Cavalcades

Lights Begin To Dance

Written by: PP on 16/07/2015 22:47:36

Not sure exactly how I ran across these Scottish lads, but their soundscape certainly is familiar. Anyone who's paid any attention to the 'wave' brand of post-hardcore / screamo in recent years will instantly recognize elements of Touché Amoré and La Dispute within Cavalcades and their debut album "Lights Begin To Dance". From the emotionally wrought, decipherable semi-screams to the quiet/loud dynamics and a light touch on guitars, everything is sourced from one of the two aforementioned bands in one way or another.

"Lights Begin To Dance" is a fairly uniform album both in terms of its expression and its tempo. Most songs are driven forward in a casual pace, placing the spotlight on the vocal delivery and lyrics. While decent, this isn't the where Cavalcades excel, especially in as crowded genre as this one. More charisma is desperately needed, and variety wouldn't hurt either because the songs very quickly start blending into one another. That being said, the lack of distortion on the lead guitars does add an interesting atmosphere to the record overall, and when that melodic and light touch is contrasted with the desperation-driven screams, the result is surprisingly good. The songs are not particularly flashy, it's as if the songs sneak in during the middle of the night into your subconscious, where they begin to open up properly. This is usually a key sign of depth on most albums, and that is also the case on "Lights Begin To Dance". It's a fact that the amount of layering and progression present on especially the second half of the album suggests there's longevity and depth on the album.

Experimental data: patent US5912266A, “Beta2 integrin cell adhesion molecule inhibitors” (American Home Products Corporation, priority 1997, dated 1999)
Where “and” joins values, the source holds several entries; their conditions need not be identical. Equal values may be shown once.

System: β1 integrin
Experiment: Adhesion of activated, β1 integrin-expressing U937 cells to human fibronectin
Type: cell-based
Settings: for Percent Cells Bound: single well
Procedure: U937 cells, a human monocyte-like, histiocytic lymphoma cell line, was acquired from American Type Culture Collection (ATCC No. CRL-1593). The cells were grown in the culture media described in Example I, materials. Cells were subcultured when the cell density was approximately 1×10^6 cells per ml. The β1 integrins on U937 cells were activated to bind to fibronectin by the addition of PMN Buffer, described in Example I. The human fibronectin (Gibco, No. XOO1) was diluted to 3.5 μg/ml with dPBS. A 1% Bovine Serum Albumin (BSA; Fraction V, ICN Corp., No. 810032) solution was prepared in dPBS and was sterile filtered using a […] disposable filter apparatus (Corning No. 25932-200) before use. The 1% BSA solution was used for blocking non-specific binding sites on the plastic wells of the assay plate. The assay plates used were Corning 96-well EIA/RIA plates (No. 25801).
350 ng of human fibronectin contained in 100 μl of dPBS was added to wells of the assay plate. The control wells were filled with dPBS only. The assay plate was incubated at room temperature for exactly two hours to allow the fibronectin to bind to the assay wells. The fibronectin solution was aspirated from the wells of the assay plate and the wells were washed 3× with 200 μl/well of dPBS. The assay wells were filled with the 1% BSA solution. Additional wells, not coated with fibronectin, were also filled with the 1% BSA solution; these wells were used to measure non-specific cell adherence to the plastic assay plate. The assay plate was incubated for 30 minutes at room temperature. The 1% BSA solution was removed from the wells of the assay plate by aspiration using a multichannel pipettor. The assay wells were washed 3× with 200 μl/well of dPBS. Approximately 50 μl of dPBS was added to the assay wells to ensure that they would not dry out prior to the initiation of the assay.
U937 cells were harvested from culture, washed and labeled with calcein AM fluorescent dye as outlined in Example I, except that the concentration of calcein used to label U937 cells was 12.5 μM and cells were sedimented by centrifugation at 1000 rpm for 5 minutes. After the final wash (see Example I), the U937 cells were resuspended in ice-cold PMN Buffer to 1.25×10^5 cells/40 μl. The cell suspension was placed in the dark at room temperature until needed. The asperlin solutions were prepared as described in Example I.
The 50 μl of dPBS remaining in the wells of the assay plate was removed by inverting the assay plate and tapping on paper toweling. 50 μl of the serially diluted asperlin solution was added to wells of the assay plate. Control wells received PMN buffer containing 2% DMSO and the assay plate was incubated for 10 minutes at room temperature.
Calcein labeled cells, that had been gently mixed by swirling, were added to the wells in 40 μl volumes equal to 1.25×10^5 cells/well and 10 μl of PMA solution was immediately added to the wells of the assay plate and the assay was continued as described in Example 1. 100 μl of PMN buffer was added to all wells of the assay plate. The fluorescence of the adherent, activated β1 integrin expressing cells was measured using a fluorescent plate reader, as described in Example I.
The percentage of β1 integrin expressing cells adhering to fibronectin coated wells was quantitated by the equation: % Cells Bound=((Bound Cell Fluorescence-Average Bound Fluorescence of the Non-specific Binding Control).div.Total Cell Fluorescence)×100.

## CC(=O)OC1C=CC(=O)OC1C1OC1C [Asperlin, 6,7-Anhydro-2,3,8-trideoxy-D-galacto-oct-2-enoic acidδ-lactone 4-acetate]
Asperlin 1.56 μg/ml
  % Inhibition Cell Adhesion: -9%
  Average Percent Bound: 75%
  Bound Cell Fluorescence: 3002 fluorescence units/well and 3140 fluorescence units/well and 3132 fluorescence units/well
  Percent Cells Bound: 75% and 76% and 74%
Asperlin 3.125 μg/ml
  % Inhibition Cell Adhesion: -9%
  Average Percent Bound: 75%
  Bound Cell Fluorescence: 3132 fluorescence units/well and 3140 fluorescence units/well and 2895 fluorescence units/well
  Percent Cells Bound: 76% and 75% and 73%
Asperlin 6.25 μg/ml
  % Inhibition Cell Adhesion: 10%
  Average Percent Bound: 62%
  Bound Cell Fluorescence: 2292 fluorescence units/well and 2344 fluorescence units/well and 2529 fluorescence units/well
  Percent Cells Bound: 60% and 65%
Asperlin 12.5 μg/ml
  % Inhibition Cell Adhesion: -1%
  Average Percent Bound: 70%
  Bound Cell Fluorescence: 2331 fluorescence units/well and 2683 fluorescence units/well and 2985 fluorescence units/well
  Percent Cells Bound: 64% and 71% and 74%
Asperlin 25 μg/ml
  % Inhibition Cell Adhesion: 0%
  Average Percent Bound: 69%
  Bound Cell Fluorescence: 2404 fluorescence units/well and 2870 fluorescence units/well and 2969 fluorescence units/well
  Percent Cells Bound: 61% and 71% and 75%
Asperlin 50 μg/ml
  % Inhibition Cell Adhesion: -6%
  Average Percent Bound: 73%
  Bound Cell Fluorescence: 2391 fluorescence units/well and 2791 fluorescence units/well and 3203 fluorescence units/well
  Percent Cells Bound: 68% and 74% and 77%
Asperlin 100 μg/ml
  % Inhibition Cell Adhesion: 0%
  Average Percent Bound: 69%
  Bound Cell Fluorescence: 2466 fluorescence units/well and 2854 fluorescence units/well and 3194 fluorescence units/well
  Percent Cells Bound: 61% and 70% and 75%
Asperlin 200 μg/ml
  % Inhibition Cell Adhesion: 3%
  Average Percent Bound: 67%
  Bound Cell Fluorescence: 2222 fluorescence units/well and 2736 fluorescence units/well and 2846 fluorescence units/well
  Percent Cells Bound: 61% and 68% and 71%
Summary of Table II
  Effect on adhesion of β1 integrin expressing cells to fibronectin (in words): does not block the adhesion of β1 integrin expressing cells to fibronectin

However, there's just one problem. Where Touché Amoré have their "~" and La Dispute have "King Park", Cavalcades lack a striking track that would draw the crowds their way. A highlight track is badly needed to elevate their expression to the next level, especially because the majority of tracks on "Lights Begin To Dance" follow in the same theme: slow tempo with coarse vocals, plenty of quiet/loud dynamics, and undistorted guitars. As it stands now, "Lights Begin To Dance" is a decent album, but it gets lost in the noise of a multitude of similar sounding bands and albums out there.

Download: Orchard Street, First Ice On Pavement, Burning Matchsticks, Artificial Warmth
For the fans of: Touché Amoré, Gatherer, La Dispute, Hotel Books, Defeater
Listen: Facebook

Release date 30.04.2015
I.Corrupt Records

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